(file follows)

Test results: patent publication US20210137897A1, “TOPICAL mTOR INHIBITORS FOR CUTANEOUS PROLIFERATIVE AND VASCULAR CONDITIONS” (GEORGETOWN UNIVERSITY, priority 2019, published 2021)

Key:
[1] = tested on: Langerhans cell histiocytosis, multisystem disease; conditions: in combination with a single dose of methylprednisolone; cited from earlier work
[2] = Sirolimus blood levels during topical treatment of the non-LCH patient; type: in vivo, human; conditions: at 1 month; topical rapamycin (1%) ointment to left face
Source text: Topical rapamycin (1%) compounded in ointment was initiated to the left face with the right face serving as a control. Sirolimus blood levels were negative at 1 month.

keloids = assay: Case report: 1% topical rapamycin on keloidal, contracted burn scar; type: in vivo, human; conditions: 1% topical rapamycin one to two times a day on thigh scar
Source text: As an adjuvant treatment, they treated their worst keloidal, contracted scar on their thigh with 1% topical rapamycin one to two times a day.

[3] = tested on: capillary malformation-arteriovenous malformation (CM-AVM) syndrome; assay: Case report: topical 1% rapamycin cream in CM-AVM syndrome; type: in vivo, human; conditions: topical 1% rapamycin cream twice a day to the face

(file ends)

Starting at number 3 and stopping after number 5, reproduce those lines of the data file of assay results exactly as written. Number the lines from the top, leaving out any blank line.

[1] = tested on: Langerhans cell histiocytosis, multisystem disease; conditions: in combination with a single dose of methylprednisolone; cited from earlier work
[2] = Sirolimus blood levels during topical treatment of the non-LCH patient; type: in vivo, human; conditions: at 1 month; topical rapamycin (1%) ointment to left face
Source text: Topical rapamycin (1%) compounded in ointment was initiated to the left face with the right face serving as a control. Sirolimus blood levels were negative at 1 month.